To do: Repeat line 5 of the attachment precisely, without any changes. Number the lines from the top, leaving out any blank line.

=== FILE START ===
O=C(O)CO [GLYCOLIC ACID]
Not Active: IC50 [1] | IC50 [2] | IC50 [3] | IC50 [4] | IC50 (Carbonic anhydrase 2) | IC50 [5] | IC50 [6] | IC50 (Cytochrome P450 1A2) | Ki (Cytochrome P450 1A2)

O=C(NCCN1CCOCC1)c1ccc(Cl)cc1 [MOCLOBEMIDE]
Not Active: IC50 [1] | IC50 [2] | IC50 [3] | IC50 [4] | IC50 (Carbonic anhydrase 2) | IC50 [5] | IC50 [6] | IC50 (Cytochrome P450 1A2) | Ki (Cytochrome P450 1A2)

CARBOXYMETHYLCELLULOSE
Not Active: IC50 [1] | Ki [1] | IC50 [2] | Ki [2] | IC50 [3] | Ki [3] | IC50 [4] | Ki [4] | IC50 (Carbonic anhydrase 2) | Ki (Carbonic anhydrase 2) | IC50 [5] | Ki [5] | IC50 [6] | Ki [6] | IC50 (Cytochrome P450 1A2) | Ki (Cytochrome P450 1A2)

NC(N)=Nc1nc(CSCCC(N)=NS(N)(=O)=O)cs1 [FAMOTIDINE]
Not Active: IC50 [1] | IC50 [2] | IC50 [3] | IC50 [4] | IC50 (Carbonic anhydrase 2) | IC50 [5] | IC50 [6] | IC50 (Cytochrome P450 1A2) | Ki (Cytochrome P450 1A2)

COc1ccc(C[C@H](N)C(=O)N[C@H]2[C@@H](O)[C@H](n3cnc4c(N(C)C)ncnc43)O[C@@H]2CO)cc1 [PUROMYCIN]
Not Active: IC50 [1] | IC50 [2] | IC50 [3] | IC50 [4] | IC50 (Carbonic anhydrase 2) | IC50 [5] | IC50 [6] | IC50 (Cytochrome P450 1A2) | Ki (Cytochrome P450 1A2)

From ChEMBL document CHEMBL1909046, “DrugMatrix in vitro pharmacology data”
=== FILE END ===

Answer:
CARBOXYMETHYLCELLULOSE